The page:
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LGBTQ athletes swing for the fence

Several organizations working in HRM to make amateur sport queer-friendly

by Blair Langille

East Coast Rainbow Softball Association players pose for a picture this July. (Doug Saunders photo)
East Coast Rainbow Softball Association players pose for a picture this July. (Doug Saunders photo)

With Halifax rolling out the rainbow carpet for Pride this July, there has been no shortage of events celebrating the LGBTQ community on our city’s cultural landscape, from songwriters’ circles to panel discussions.

Perhaps underrepresented though, are stories from the LGBTQ sporting community, some of whom participated in last weekend’s Kick Off to Pride Co-ed softball tournament.

That’s something organizer Corey Oickle looks to change.

“For the most part I don’t think it’s advertised enough that we actually play competitively. It’s in the Pride guide and that’s more or less it, and it’s just listed as Friday, ECRSA [East Coast Rainbow Softball Association] presents Kick-off to Pride, with most people thinking it’s the Dykes and Divas game,” says Oickle.

The tournament, hosted by ECRSA, played host to six teams from around the HRM and is now drawing interest from outside the city and the LGBTQ community. This year marks the first time in the tournament’s four-year history that organizers were forced to turn away teams.

Oickle was surprised by the interest from outside the LGBTQ sporting community.

“The teams we turned away were all straight, and they knew it was for Pride. They just wanted to play…next year we’ll be expanding to two fields and adding games on Friday.”

Mary Ann Daye, softball player and sponsor of the CoHos, a competitive women's team, has seen first-hand how the league and its annual tournament have given many of those who may have felt self-conscious about their athletic ability an opportunity to get in the game.

“I’ve watched a lot of gay men who could’t catch a ball when they started, and after a few seasons I’ve seen these same guys grow into solid ball players because the league gave them a chance to play.”

Combatting the stereotypes held of LGBTQ athletes and creating sport development opportunities for younger athletes is the aim of the ECRSA and its partners. Daye is optimistic that these gains can be built upon, but warns against complacency.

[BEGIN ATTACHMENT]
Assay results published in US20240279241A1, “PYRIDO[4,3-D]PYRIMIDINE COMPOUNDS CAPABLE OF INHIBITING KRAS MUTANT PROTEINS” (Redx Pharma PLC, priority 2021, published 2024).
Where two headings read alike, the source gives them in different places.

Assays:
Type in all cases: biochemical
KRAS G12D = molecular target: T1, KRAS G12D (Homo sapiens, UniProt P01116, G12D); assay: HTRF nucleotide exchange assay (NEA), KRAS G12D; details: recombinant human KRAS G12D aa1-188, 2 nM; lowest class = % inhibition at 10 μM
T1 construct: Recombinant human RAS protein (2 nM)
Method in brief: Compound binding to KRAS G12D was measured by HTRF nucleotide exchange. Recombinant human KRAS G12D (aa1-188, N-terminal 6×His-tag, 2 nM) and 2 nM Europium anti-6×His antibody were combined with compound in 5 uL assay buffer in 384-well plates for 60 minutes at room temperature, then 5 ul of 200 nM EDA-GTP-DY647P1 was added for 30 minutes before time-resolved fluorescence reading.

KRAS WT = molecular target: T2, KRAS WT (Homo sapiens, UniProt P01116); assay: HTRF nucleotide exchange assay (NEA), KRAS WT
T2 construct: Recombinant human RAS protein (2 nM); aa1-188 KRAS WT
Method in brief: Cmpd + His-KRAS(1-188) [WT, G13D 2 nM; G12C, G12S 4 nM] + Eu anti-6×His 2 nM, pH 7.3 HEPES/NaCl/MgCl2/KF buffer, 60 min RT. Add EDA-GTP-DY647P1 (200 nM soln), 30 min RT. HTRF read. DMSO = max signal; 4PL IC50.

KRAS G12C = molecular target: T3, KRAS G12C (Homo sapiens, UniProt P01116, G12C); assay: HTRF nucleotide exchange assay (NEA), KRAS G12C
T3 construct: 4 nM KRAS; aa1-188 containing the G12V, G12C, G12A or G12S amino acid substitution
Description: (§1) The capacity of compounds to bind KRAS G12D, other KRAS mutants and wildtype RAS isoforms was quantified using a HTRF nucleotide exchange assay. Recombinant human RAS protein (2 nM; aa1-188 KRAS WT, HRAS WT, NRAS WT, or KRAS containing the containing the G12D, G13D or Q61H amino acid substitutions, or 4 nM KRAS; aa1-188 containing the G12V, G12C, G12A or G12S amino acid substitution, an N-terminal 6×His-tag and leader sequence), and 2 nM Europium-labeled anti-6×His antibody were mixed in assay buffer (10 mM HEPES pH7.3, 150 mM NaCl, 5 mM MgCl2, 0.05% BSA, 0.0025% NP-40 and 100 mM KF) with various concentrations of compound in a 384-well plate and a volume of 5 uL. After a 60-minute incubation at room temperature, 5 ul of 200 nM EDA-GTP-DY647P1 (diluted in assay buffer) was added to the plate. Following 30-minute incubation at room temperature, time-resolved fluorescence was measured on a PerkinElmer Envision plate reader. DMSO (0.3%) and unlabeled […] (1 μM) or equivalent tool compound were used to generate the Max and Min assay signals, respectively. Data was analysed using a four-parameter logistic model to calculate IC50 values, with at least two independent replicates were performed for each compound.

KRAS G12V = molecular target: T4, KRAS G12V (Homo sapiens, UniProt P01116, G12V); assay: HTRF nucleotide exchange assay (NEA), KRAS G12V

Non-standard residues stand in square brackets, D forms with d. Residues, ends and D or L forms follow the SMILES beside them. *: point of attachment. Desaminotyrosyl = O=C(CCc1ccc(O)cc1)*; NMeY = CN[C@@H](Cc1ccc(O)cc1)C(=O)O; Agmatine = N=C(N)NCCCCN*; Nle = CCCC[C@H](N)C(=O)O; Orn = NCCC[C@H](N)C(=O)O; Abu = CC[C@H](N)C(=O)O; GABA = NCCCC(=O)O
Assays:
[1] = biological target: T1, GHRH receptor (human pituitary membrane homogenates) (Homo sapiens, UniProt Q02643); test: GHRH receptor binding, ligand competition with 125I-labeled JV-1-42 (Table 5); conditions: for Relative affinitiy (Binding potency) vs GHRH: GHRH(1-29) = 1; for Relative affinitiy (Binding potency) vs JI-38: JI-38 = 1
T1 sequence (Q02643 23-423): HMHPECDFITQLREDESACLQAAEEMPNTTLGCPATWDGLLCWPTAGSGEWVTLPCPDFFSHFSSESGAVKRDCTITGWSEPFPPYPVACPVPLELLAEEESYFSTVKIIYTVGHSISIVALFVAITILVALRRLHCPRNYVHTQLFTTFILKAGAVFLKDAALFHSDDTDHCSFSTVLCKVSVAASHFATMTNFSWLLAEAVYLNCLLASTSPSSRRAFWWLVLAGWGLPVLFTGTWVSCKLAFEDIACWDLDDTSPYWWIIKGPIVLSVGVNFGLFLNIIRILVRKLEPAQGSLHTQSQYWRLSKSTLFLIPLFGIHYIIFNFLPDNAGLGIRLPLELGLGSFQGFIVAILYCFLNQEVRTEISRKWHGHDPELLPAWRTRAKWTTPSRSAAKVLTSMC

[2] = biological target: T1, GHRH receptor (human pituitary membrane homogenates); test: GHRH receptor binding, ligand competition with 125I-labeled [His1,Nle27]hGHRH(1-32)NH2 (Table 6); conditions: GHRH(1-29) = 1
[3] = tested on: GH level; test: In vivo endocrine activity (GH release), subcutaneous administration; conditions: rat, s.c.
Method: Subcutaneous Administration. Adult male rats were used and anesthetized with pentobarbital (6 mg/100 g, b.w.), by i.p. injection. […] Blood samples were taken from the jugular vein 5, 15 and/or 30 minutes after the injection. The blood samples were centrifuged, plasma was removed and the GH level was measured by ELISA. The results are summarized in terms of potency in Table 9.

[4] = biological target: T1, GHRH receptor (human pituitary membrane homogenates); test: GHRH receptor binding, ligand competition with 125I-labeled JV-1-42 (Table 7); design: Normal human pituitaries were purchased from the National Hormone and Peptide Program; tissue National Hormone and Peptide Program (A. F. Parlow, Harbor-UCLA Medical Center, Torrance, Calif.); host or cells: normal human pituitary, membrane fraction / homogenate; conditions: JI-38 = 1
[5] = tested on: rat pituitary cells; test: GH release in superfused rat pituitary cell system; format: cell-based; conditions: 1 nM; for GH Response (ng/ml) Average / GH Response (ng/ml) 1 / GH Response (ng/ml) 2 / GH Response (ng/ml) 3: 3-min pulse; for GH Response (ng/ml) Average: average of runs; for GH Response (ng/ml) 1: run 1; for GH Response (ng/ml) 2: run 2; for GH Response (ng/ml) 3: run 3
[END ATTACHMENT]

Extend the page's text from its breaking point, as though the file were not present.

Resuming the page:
“There’s still lots of challenges and obviously not everyone accepts us. Things have improved for many athletes and it’s becoming safer to be an out athlete in some sports, and my fear is younger players will forget the struggle.”

In addition to the ECRSA, Halifax is currently home to The Rainbow Halifax Off-Road Mountain Bike Users Society (RHOMBUS); a local sailing club called Women on Water; and a running group, The Halifax Front Runners; with the list of sports offered growing every year.

Notably, The Loose Ends, a curling club based out of the Mayflower rink, put Halifax on the LGBTQ sporting map last fall by hosting the Bluenose Bonspiel. With over 30 teams from across North America competing, the Bonspiel crowned the national champions of LGBTQ curling. The tournament garnered plenty of national media coverage, and a visit from Justin Trudeau.

The success of the Bluenose and other events like it augers well for future opportunities for these athletes to compete against the best their sport has to offer on a larger stage.

Internationally, the issue of LGBTQ athletes and examples of the discrimination they face continues to make headlines. From Russia's recent adoption of harsh new anti-gay laws in the lead-up to the Sochi Winter Olympics to the complex issue of transgender athletes in gendered sports.    

These examples are further evidence of the challenges faced by athletes as well as governing bodies and highlight the importance of ongoing dialogue, education and political engagement in the fight for equality in the sporting world.

Here in Halifax, advocacy organizations like the Nova Scotia Rainbow Action Project (NSRAP) and the Gay/Straight Alliance’s Youth Project have been working to create further opportunities for younger LGBTQ athletes within the broader sporting community.

Kristen Sweeney, Outreach Coordinator at Halifax’s Youth Project views this as the next hurdle in creating opportunities for these youth in sport.

“We’re working with schools right now to create guidelines for trans youth around gym and recreation, creating safe environments for youth of all orientations. There’s a long way to go, but we’ve adapted our funding strategies to address the issue.”

Sweeney and the Youth Project have recently secured a grant to bring on a full-time recreation coordinator and to establish programs addressing the need to create safe spaces for all youth to pursue an active lifestyle.

“The plan is to do two summer camps: Camp Coyote for for transgender and genderqueer youth, and Camp Seahorse which is for all LGBT youth and their allies.”

Sweeney has already seen benefits of investing in these recreation programs, with the kids seizing the opportunities the camps provide.

“Many of our campers never felt comfortable playing sports in school, but they’ve said, at Coyote, they can play football or dodgeball and feel comfortable doing so. That’s why it’s important for us, the only LGBTQ youth organization in the province, to create these spaces.”

For more information on these programs and organizations in NS visit http://nsrap.ca  or http://www.youthproject.ns.ca/index.php 


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Topics: Sexuality
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